Troubleshooting Early Morning Wake Ups
Is your little one sleeping through the night but waking up before 6:00am? If so, know that you are not alone. It is very common for babies to wake up between 4:00am and 6:00am and struggle to fall back to sleep. Typically, at this hour they are in a very light stage of sleep, and because they have almost an entire night’s worth of sleep under their belt, the slightest disturbance can wake them and keep them awake. The drive to fall back asleep is lower, their melatonin levels are lower, and after several hours of sleep already, they feel good to go for the day.
A normal and healthy wake range for babies is between 6:00am-7:00am based on their typical circadian rhythm. Please know that some parents have to wake babies early in the morning due to family schedules. If you need to have an earlier wake time in your household, this is fine. If it works for you, no need to change anything! However, if you are consistently experiencing very early-morning wake-ups and you’re not happy about it, there are a couple different things you can try right away to see if they make a difference.
Here is the checklist I share with the families I work with:
Make Darkness Your BFF
If you haven’t already invested in black-out curtains, definitely invest in some (These are my favorite). Too much light coming in can not only wake a sleeping child but can also interfere with melatonin production (the body’s sleepy-time hormone) and inhibit your little one from falling and staying asleep throughout the night. We are already at our lightest stage of sleep from 4-6am; add some creeping in sunlight to the mix and it’s game over!
Here’s what you need to do: go into your child’s room; close the door & the blinds and let your eyes adjust. Can you see objects around you? If the answer is yes, then it needs to be darker. But if you’re sitting there are you can’t even see your hand when you hold it right in front of your face, congratulations, it’s dark enough.
Darkness doesn’t just apply to any light coming through the window or the cracks in the door. It also applies to lights on devices like the camera, sound machine, or humidifier. If you’re noticing light coming from these sources, use some painter’s tape or even a Band-Aid to cover it up. It may seem nitpicky, but all the of the below strategies will be moot points if there is light creeping in.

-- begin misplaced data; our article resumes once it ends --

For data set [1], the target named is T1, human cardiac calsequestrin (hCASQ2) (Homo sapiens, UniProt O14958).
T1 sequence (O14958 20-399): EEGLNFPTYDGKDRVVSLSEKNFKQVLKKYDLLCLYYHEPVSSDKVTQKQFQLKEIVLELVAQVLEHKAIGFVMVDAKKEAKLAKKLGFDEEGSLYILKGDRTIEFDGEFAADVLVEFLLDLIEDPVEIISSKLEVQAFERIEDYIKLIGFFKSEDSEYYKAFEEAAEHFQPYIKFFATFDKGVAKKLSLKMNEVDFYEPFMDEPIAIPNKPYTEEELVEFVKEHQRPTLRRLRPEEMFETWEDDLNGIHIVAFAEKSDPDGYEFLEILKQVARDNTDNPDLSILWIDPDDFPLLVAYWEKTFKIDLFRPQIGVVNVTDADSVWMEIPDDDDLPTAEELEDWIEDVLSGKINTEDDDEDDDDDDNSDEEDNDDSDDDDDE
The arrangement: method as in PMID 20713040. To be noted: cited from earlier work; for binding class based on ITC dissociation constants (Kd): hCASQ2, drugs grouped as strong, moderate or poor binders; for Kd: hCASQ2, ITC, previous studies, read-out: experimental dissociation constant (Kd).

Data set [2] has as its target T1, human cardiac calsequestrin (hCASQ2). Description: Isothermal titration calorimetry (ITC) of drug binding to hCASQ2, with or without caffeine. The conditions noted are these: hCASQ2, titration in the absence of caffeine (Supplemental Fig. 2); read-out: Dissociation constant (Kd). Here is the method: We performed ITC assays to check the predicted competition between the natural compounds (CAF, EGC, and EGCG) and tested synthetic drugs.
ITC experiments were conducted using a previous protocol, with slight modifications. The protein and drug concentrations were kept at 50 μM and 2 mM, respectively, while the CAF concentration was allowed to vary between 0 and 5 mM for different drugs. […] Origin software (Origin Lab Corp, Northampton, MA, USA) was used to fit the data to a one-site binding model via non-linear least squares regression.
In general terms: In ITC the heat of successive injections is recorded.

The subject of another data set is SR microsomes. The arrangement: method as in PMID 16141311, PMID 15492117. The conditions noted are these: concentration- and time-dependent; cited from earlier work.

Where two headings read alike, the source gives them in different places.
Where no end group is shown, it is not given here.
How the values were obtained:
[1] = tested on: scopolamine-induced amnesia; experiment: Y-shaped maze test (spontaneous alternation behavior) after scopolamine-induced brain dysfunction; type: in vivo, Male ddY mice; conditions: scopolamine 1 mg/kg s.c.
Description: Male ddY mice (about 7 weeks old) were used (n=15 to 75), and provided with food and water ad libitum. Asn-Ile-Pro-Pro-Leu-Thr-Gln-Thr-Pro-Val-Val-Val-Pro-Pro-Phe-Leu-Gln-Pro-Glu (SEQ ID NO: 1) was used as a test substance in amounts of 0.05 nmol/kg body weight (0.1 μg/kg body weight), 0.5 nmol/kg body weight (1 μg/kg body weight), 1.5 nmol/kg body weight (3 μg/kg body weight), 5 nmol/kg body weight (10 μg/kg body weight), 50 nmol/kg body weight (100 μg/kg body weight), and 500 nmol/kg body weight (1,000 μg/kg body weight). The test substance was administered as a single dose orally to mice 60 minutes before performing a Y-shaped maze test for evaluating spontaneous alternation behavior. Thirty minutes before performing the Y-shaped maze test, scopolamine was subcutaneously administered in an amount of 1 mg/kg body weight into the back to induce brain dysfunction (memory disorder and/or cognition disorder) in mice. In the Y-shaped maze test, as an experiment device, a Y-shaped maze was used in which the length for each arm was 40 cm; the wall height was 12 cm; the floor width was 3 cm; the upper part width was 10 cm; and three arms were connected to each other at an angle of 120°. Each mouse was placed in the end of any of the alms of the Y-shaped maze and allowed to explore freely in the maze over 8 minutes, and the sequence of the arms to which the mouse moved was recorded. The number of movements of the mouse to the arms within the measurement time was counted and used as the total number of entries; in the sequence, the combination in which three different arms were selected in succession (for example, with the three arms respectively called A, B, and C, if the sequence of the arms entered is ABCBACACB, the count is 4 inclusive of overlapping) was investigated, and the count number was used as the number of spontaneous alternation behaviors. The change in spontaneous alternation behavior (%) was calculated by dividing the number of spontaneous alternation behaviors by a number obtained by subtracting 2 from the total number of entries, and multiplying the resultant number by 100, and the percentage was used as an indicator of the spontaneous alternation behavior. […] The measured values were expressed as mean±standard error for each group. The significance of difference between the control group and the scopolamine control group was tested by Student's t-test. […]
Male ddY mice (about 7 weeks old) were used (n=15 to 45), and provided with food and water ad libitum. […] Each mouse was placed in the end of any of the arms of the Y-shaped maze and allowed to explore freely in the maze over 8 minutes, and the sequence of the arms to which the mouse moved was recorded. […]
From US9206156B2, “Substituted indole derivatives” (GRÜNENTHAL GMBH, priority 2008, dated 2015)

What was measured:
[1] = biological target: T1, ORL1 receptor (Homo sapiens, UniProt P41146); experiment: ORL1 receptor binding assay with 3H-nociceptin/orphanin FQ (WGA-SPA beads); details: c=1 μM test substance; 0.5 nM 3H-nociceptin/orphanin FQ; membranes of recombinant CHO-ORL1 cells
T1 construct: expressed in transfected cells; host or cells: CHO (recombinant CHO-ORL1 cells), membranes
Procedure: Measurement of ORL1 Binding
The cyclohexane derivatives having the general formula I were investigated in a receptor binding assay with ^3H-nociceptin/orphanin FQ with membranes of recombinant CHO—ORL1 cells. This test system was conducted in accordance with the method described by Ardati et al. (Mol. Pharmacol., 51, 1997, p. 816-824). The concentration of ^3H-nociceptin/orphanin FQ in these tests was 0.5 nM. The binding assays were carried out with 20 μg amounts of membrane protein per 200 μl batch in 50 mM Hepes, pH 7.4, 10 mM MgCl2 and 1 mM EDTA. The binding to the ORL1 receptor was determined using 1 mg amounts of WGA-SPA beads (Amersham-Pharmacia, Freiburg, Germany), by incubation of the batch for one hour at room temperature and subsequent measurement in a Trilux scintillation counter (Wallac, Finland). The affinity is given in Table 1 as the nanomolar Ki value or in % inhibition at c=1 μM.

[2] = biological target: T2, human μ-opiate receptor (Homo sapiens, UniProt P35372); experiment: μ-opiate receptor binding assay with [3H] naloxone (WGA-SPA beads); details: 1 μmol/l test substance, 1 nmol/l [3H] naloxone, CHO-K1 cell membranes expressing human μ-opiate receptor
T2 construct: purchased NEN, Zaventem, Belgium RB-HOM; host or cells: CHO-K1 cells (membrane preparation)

Use Continuous White Noise
Even though you’re not ready to get up, that doesn’t mean the rest of the world isn’t out making a racket. Maybe the sprinkler system starts up or the garbage truck goes by. Maybe there is a family member getting up for work or the neighbor across the street is starting his car. Using a white noise machine strategically placed between your baby’s crib and the source of most early-morning noise can help to block out some of the environmental sounds and keep baby sleeping.
Be Mindful of Bedtime
A leading cause of early-morning wake-ups is overtiredness at bedtime. When the body is over-tired, it produces stimulating hormones (instead of the sleep-inducing melatonin it’s supposed to) which can lead to bedtime battles, restlessness throughout the night, and, you guessed it, early wake-ups. Research consistently shows that for most babies over 3 months, a bedtime between 7-8pm is best to ensure quality, consolidated sleep. I refer to this time frame as the “sweet spot” where babies are most likely to fall asleep the easiest and stay asleep the longest. Typically, a bedtime after 8pm does not help a baby sleep in later in the morning. In fact, it is often just the opposite – babies often wake earlier.